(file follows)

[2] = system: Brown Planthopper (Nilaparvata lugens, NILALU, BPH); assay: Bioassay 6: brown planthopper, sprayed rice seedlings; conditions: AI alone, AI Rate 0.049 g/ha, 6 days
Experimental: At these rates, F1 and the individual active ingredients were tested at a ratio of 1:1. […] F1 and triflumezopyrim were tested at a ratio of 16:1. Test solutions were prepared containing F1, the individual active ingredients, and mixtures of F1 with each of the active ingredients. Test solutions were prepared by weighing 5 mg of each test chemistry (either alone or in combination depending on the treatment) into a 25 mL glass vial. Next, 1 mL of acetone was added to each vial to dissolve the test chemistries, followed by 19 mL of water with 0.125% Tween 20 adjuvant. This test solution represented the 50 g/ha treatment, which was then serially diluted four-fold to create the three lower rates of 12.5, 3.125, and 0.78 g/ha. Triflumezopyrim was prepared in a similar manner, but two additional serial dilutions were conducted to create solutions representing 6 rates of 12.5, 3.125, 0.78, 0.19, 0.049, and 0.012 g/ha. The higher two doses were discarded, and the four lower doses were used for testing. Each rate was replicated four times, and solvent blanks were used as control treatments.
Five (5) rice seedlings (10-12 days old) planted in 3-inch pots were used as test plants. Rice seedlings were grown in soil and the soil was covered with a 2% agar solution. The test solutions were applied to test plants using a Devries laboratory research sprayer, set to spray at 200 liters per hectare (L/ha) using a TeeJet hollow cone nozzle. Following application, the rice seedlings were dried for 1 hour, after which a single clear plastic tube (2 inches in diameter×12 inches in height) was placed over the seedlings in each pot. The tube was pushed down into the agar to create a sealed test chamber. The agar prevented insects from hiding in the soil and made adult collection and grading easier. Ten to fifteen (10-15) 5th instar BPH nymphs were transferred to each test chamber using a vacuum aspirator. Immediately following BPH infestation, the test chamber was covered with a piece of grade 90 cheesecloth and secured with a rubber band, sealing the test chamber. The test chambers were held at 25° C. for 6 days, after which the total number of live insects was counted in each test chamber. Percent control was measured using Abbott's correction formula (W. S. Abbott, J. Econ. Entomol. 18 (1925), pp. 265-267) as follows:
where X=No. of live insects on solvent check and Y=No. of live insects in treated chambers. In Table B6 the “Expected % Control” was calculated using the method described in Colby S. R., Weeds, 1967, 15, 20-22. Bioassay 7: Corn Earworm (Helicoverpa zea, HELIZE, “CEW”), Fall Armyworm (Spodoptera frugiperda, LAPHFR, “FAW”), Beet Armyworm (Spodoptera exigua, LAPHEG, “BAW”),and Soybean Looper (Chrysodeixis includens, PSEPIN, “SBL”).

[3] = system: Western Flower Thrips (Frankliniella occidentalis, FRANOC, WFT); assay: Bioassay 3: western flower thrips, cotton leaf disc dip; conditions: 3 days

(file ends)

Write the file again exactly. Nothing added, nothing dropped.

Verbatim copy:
[2] = system: Brown Planthopper (Nilaparvata lugens, NILALU, BPH); assay: Bioassay 6: brown planthopper, sprayed rice seedlings; conditions: AI alone, AI Rate 0.049 g/ha, 6 days
Experimental: At these rates, F1 and the individual active ingredients were tested at a ratio of 1:1. […] F1 and triflumezopyrim were tested at a ratio of 16:1. Test solutions were prepared containing F1, the individual active ingredients, and mixtures of F1 with each of the active ingredients. Test solutions were prepared by weighing 5 mg of each test chemistry (either alone or in combination depending on the treatment) into a 25 mL glass vial. Next, 1 mL of acetone was added to each vial to dissolve the test chemistries, followed by 19 mL of water with 0.125% Tween 20 adjuvant. This test solution represented the 50 g/ha treatment, which was then serially diluted four-fold to create the three lower rates of 12.5, 3.125, and 0.78 g/ha. Triflumezopyrim was prepared in a similar manner, but two additional serial dilutions were conducted to create solutions representing 6 rates of 12.5, 3.125, 0.78, 0.19, 0.049, and 0.012 g/ha. The higher two doses were discarded, and the four lower doses were used for testing. Each rate was replicated four times, and solvent blanks were used as control treatments.
Five (5) rice seedlings (10-12 days old) planted in 3-inch pots were used as test plants. Rice seedlings were grown in soil and the soil was covered with a 2% agar solution. The test solutions were applied to test plants using a Devries laboratory research sprayer, set to spray at 200 liters per hectare (L/ha) using a TeeJet hollow cone nozzle. Following application, the rice seedlings were dried for 1 hour, after which a single clear plastic tube (2 inches in diameter×12 inches in height) was placed over the seedlings in each pot. The tube was pushed down into the agar to create a sealed test chamber. The agar prevented insects from hiding in the soil and made adult collection and grading easier. Ten to fifteen (10-15) 5th instar BPH nymphs were transferred to each test chamber using a vacuum aspirator. Immediately following BPH infestation, the test chamber was covered with a piece of grade 90 cheesecloth and secured with a rubber band, sealing the test chamber. The test chambers were held at 25° C. for 6 days, after which the total number of live insects was counted in each test chamber. Percent control was measured using Abbott's correction formula (W. S. Abbott, J. Econ. Entomol. 18 (1925), pp. 265-267) as follows:
where X=No. of live insects on solvent check and Y=No. of live insects in treated chambers. In Table B6 the “Expected % Control” was calculated using the method described in Colby S. R., Weeds, 1967, 15, 20-22. Bioassay 7: Corn Earworm (Helicoverpa zea, HELIZE, “CEW”), Fall Armyworm (Spodoptera frugiperda, LAPHFR, “FAW”), Beet Armyworm (Spodoptera exigua, LAPHEG, “BAW”),and Soybean Looper (Chrysodeixis includens, PSEPIN, “SBL”).

[3] = system: Western Flower Thrips (Frankliniella occidentalis, FRANOC, WFT); assay: Bioassay 3: western flower thrips, cotton leaf disc dip; conditions: 3 days